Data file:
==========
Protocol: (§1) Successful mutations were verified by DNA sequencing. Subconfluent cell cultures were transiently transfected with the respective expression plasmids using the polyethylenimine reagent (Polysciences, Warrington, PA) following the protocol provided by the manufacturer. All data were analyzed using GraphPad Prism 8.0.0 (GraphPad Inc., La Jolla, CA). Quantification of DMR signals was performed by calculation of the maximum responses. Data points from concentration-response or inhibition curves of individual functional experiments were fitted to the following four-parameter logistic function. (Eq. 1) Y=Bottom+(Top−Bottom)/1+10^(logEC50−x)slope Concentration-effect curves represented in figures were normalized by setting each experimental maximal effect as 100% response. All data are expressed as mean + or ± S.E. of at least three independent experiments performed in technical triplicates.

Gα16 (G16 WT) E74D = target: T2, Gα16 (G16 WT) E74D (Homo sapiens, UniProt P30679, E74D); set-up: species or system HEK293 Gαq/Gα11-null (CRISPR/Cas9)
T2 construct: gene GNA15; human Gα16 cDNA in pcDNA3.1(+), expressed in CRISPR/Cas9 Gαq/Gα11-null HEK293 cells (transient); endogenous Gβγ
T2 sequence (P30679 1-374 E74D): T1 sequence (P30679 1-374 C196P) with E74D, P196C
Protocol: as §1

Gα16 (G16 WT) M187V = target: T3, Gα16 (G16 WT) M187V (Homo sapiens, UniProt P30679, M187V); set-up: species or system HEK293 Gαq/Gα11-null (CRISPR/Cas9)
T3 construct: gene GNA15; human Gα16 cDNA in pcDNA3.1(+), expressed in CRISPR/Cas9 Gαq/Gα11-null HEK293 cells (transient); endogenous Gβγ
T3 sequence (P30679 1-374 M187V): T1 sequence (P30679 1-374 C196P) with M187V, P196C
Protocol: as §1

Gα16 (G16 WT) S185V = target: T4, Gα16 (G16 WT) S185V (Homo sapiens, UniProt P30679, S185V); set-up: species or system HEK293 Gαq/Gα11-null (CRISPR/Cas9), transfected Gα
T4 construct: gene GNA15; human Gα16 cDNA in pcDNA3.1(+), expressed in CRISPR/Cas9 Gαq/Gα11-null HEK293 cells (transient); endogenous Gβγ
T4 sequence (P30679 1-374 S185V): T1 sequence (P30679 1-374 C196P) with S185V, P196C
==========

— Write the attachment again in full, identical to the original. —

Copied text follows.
Protocol: (§1) Successful mutations were verified by DNA sequencing. Subconfluent cell cultures were transiently transfected with the respective expression plasmids using the polyethylenimine reagent (Polysciences, Warrington, PA) following the protocol provided by the manufacturer. All data were analyzed using GraphPad Prism 8.0.0 (GraphPad Inc., La Jolla, CA). Quantification of DMR signals was performed by calculation of the maximum responses. Data points from concentration-response or inhibition curves of individual functional experiments were fitted to the following four-parameter logistic function. (Eq. 1) Y=Bottom+(Top−Bottom)/1+10^(logEC50−x)slope Concentration-effect curves represented in figures were normalized by setting each experimental maximal effect as 100% response. All data are expressed as mean + or ± S.E. of at least three independent experiments performed in technical triplicates.

Gα16 (G16 WT) E74D = target: T2, Gα16 (G16 WT) E74D (Homo sapiens, UniProt P30679, E74D); set-up: species or system HEK293 Gαq/Gα11-null (CRISPR/Cas9)
T2 construct: gene GNA15; human Gα16 cDNA in pcDNA3.1(+), expressed in CRISPR/Cas9 Gαq/Gα11-null HEK293 cells (transient); endogenous Gβγ
T2 sequence (P30679 1-374 E74D): T1 sequence (P30679 1-374 C196P) with E74D, P196C
Protocol: as §1

Gα16 (G16 WT) M187V = target: T3, Gα16 (G16 WT) M187V (Homo sapiens, UniProt P30679, M187V); set-up: species or system HEK293 Gαq/Gα11-null (CRISPR/Cas9)
T3 construct: gene GNA15; human Gα16 cDNA in pcDNA3.1(+), expressed in CRISPR/Cas9 Gαq/Gα11-null HEK293 cells (transient); endogenous Gβγ
T3 sequence (P30679 1-374 M187V): T1 sequence (P30679 1-374 C196P) with M187V, P196C
Protocol: as §1

Gα16 (G16 WT) S185V = target: T4, Gα16 (G16 WT) S185V (Homo sapiens, UniProt P30679, S185V); set-up: species or system HEK293 Gαq/Gα11-null (CRISPR/Cas9), transfected Gα
T4 construct: gene GNA15; human Gα16 cDNA in pcDNA3.1(+), expressed in CRISPR/Cas9 Gαq/Gα11-null HEK293 cells (transient); endogenous Gβγ
T4 sequence (P30679 1-374 S185V): T1 sequence (P30679 1-374 C196P) with S185V, P196C